Second Type of Stem Cell was found in the Mouse Brain

Second Type of Stem Cell was found in the Mouse Brain

It is possible that a study or research has recently discovered a second type of stem cell in the mouse brain. Stem cells are cells that have the potential to develop into many different types of cells in the body. The discovery of a new type of stem cell could provide new insights into the development and function of the brain, as well as potential new avenues for treating brain disorders. However, without more specific information it is not possible to provide more information.

Adult mammals’ brains contain neural stem cells, which ensure that new nerve cells, or neurons, are constantly formed. This process, known as adult neurogenesis, aids in the preservation of mice’s sense of smell. A research team led by Dr. Francesca Ciccolini at Heidelberg University’s Interdisciplinary Center for Neurosciences (IZN) recently discovered a second stem cell population in the mouse brain. This previously unknown type of stem cell is primarily involved in the production of new neurons in adult mice’s olfactory bulb.

Until now, scientific research on neurogenesis has focused on so-called apical stem cells. “They were long thought to be the only stem cell population in the adult mouse brain, as well as the primary driver of nerve cell formation,” Dr. Ciccolini explains. These neural stem cells are found near the lateral cerebral ventricle in the subventricular zone. They were once thought to be precursor cells that differentiate into interneurons, nerve cells that modulate stimuli transmission between interconnected neurons, in the olfactory bulb of mice. The Heidelberg researchers were able to debunk the single stem cell type theory as well as the assumption that apical stem cells are in charge of neurogenesis.

Our discovery that another stem cell type exists in the mouse brain of adult animals throws new light on the processes of neuron formation.

Dr. Ciccolini

Originally, the researchers in the Neurobiology department were investigating how this allegedly lone stem cell population in the mouse brain behaves in various situations. They used genetically modified animals whose neural stem cells were dyed green using a dye active in the cell nucleus. The neurobiologists were surprised to discover that most of the green cells did not display the known characteristics of apical stem cells. “At first, we thought that they could be astrocytes, helper cells that ensure that the neurons are able to do their work. But after we conducted a number of function analyses, it rapidly became clear that these had to be a separate stem cell population,” stresses Dr. Ciccolini.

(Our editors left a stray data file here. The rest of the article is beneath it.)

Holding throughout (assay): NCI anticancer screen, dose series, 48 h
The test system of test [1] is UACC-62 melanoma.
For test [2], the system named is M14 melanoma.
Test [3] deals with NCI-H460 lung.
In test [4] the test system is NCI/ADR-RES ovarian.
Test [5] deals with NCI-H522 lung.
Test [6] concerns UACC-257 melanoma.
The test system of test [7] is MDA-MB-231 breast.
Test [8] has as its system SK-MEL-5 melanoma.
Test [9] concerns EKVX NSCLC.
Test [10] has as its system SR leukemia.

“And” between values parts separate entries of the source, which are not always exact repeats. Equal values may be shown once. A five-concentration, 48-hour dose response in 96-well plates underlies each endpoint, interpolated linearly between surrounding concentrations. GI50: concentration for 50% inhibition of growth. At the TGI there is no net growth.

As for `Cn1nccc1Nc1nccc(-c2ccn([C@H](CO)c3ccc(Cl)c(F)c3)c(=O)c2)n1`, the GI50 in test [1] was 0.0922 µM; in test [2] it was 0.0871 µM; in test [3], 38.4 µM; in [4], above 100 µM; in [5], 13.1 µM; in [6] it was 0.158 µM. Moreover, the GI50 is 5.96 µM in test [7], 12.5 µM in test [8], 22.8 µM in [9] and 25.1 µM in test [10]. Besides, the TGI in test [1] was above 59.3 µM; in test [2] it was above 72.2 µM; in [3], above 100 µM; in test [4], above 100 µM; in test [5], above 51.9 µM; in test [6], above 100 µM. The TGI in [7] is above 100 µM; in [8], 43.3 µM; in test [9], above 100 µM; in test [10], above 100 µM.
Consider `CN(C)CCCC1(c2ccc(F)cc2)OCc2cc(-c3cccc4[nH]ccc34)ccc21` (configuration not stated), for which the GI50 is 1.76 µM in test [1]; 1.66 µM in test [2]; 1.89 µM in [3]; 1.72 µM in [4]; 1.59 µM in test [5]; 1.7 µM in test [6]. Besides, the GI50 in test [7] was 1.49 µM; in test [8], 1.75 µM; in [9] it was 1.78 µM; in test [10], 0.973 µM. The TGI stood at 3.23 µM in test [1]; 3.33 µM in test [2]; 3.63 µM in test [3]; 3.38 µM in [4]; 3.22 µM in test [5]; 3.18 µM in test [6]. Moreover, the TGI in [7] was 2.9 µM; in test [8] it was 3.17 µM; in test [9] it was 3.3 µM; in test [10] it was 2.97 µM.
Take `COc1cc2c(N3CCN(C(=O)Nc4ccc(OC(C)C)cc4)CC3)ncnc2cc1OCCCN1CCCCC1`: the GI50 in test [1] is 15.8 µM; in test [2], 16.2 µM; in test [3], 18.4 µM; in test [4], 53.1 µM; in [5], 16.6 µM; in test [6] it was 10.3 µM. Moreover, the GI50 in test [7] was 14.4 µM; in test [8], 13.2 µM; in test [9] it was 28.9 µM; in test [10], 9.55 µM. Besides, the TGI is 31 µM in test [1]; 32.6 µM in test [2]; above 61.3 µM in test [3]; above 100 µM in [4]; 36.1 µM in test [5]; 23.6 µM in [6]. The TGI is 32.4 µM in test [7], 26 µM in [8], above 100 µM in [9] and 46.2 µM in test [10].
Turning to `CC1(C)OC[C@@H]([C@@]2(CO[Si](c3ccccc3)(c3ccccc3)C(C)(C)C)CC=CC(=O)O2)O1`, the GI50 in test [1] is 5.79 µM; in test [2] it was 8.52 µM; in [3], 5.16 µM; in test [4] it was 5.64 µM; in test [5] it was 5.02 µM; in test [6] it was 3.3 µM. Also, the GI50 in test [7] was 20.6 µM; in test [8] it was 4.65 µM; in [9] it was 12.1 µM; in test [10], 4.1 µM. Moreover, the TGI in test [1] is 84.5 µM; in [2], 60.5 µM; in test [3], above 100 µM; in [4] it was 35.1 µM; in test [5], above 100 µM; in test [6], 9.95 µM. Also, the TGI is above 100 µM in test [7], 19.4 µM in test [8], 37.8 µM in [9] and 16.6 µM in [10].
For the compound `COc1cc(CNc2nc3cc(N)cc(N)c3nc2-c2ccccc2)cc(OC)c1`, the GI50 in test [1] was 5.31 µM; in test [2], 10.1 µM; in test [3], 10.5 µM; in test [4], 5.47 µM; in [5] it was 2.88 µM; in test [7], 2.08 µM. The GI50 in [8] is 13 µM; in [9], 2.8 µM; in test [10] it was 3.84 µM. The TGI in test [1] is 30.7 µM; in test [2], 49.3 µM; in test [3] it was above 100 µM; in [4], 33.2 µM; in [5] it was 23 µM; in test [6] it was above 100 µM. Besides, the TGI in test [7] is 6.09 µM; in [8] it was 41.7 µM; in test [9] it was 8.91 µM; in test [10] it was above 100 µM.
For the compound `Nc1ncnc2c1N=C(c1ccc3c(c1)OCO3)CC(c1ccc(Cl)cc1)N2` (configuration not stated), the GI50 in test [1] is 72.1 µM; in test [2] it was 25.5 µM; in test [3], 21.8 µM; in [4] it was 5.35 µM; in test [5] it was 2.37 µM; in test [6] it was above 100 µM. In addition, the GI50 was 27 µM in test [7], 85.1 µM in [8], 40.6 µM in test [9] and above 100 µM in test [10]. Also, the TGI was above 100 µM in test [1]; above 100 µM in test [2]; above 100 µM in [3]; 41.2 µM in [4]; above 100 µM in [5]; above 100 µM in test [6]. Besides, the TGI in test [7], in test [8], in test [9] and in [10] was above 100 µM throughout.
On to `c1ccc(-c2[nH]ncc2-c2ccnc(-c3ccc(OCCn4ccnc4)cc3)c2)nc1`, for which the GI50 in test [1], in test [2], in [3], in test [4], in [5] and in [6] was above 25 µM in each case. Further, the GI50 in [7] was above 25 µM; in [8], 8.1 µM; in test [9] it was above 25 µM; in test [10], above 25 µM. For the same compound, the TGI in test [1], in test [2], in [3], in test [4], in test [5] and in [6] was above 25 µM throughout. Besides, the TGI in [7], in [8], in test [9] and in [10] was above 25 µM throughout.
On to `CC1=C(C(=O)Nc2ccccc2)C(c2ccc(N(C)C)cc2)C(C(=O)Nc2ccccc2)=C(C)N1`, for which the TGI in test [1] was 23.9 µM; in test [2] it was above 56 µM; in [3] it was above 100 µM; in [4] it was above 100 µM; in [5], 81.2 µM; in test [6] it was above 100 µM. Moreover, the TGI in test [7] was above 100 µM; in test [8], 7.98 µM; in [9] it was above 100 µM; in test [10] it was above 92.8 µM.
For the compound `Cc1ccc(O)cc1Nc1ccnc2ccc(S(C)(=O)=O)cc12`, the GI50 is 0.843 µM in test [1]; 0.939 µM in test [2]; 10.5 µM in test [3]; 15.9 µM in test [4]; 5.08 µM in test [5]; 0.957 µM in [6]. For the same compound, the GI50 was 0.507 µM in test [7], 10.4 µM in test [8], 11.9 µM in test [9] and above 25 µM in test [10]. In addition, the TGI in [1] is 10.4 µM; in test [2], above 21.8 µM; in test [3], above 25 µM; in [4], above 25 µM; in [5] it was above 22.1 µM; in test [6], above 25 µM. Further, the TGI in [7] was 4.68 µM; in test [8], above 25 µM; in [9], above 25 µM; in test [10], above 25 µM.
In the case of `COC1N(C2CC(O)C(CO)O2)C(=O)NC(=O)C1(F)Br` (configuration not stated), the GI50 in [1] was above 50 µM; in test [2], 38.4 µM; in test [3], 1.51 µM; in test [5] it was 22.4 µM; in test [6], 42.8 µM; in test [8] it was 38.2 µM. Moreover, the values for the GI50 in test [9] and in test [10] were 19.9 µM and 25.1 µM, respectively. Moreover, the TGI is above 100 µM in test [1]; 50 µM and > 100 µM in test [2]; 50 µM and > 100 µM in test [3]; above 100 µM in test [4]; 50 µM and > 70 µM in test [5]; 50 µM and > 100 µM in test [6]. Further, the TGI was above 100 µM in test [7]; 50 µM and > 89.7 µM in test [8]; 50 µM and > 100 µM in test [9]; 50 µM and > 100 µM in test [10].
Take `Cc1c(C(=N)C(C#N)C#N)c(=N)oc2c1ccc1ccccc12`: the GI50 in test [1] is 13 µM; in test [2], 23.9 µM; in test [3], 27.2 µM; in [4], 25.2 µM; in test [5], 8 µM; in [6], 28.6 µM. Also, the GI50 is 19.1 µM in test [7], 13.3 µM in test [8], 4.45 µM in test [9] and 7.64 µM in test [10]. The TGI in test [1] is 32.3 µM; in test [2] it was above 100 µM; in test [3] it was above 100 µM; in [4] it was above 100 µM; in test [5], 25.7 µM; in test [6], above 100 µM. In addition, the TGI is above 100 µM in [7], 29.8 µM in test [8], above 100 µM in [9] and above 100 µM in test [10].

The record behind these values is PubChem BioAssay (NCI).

Further studies showed that the newly discovered stem cell type differs from the known population in its morphology as well as its function. This type of cell has no contact with the lateral cerebral ventricle and is therefore called basal. The researchers determined that the basal — and not the apical – stem cells are responsible for the formation of neurons in the olfactory bulb. To prove this, they separately labelled both cell populations and then observed whether labelled neurons turned up in the olfactory bulb. “This only happened when the basal population was labelled,” explains Francesca Ciccolini. When only apical stem cells were labelled, no new labelled neurons could be detected in the olfactory bulb.

Second stem cell type discovered in mouse brain

The Heidelberg scientists also found out that both stem cell types and precursor cells in the mouse brain communicate with one another via so-called notch interactions. A receptor of the same name plays a vital role, in controlling the speed at which the cells multiply and monitoring the cell differentiation process. “The notch activity decides, as it were, whether a stem cell remains a stem cell or develops into a nerve cell,” explains Katja Baur, a doctoral researcher in Francesca Ciccolini’s working group.

“We suspect that the apical stem cells intervene in the activation of the notch signal pathway and can inhibit proliferation and neurogenesis,” she adds. Amongst other things, that prevents the depletion of the stem cell reservoir.

“Our discovery that another stem cell type exists in the mouse brain of adult animals throws new light on the processes of neuron formation,” emphasizes Dr. Ciccolini. The human brain has similar stem cells that are involved in the formation of brain tumors. The Heidelberg researchers hope that their work will also shed new light on the development and possible treatment of such tumors.